You know, we cannot predict God's ultimate judgment, but we can delay it just like Jonah did with Nineveh. But the reason that we're trying to bide time for our country and prevent its premature decay is not so that we can turn around our country, but so that we have an opportunity to preach the Gospel. And that's what being light is all about. You know, the light shines brightest in the darkness.
I think about what Paul [wrote to the] Philippians 2,000 years ago. They were living in a very decadent culture, even more so than ours, an anti-Christian culture. Yet he told them to rejoice in that time, realizing that in that dark and perverse generation, they could be children of light, holding out the word of light. And I believe that should be our response as Christians as well. Instead of hunkering down and buying gold and waiting for the end to come, we ought to see that we have an unprecedented opportunity to share the gospel in these dark times.
CP: You said we cannot prevent America's last days but that we can delay it. Some Christians might argue that once God appoints a certain time for something to occur, then it is going to happen no matter what. Please explain what you mean by delaying but not preventing God's judgment on America.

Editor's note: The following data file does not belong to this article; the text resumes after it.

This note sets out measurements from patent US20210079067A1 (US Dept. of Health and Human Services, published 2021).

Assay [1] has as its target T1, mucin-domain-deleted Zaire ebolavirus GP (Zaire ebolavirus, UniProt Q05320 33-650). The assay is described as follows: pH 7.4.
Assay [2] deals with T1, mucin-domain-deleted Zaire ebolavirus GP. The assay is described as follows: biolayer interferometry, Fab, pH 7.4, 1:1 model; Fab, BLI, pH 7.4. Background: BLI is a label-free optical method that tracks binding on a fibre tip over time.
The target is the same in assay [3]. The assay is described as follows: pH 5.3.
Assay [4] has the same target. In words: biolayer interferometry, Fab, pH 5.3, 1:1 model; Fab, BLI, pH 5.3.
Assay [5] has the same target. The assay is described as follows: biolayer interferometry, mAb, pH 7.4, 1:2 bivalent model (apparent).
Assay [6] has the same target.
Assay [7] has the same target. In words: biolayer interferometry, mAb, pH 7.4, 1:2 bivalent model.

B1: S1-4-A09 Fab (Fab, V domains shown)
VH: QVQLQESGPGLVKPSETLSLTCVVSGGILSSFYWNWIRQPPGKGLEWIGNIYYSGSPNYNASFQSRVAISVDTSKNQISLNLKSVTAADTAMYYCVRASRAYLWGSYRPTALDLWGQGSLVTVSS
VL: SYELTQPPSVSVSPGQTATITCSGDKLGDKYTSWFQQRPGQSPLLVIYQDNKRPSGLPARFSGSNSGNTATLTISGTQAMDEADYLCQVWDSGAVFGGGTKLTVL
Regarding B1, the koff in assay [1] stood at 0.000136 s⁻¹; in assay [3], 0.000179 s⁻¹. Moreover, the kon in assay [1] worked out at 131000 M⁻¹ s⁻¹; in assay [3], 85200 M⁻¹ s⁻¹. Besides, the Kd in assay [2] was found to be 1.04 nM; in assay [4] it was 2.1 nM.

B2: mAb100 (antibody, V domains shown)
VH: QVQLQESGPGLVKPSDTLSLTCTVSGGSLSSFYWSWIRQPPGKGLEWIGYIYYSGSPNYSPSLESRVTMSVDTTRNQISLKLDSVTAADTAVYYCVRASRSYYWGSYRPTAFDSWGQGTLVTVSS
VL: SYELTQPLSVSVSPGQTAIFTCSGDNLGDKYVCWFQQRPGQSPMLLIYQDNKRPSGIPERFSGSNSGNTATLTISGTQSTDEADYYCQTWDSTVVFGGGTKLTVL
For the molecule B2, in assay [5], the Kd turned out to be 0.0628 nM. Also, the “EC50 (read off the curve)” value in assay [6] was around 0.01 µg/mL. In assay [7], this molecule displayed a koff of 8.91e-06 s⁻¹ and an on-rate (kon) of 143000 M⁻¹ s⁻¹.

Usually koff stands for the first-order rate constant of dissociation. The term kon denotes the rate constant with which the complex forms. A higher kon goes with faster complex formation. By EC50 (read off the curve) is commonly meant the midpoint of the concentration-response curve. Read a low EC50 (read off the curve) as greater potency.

Jeffress: I would refer people back to the story of Nineveh and Jonah. According to Jonah, God relented of His decision to destroy Nineveh for a period of time. But God did ultimately destroy Nineveh. Jonah had the opportunity to preach the Gospel so that Nineveh was saved and so I believe that, while we can't prevent America's ultimate demise, we can delay it by being that salt, by standing up and pushing back against immorality and by delaying what is going to be God's inevitable judgment.
CP: Why are you starting the "Twilight's Last Gleaming" sermon series on the 10th anniversary of the 9/11 attacks?
Jeffress: I always start my new sermon series in the second week in September. In one sense, it's a coincidence but I'm glad it turned out this way... I believe Americans are especially going to be tuned in to what's happening in our country, what has happened, and [thinking about] the future of our country at this time. So it garners a lot of unintended but welcomed publicity.
CP: What would you say to critics who might say it is bad timing to discuss America's doom when people are going to be using Sept. 11, 2011, to remember those who lost their lives ten years ago?